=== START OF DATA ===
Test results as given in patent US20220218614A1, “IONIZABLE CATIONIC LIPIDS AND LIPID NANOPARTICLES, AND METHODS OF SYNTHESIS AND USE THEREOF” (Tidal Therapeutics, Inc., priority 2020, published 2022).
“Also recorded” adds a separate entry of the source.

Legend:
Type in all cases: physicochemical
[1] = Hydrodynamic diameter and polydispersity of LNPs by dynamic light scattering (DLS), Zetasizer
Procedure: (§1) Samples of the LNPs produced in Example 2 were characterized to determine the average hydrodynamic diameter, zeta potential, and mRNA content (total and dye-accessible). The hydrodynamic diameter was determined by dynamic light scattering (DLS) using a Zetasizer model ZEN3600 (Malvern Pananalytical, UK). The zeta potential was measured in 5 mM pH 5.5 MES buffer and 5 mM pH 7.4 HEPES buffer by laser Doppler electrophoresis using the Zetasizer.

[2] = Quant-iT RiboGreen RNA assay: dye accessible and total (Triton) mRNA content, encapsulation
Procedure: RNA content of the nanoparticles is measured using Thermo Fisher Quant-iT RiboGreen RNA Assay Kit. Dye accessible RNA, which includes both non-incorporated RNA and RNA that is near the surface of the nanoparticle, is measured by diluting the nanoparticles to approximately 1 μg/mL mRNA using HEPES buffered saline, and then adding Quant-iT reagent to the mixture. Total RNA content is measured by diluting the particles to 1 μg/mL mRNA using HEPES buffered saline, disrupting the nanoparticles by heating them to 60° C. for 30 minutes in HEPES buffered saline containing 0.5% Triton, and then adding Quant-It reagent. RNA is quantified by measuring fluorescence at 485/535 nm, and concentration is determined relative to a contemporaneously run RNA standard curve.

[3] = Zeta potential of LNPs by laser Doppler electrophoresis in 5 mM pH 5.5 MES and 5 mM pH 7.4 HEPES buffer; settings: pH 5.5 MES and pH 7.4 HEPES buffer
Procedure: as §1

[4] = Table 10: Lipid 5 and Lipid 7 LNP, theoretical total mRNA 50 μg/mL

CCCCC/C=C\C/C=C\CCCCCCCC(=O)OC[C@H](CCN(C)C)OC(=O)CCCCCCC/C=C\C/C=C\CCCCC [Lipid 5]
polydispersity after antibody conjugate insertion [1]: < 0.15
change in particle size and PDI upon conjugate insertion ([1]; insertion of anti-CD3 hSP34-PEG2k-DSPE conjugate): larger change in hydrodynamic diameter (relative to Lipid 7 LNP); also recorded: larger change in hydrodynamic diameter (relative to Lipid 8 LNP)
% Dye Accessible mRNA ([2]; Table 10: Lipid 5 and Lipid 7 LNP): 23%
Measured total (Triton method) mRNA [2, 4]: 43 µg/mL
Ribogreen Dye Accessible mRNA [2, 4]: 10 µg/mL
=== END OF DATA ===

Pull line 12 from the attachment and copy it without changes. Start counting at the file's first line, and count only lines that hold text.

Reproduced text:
CCCCC/C=C\C/C=C\CCCCCCCC(=O)OC[C@H](CCN(C)C)OC(=O)CCCCCCC/C=C\C/C=C\CCCCC [Lipid 5]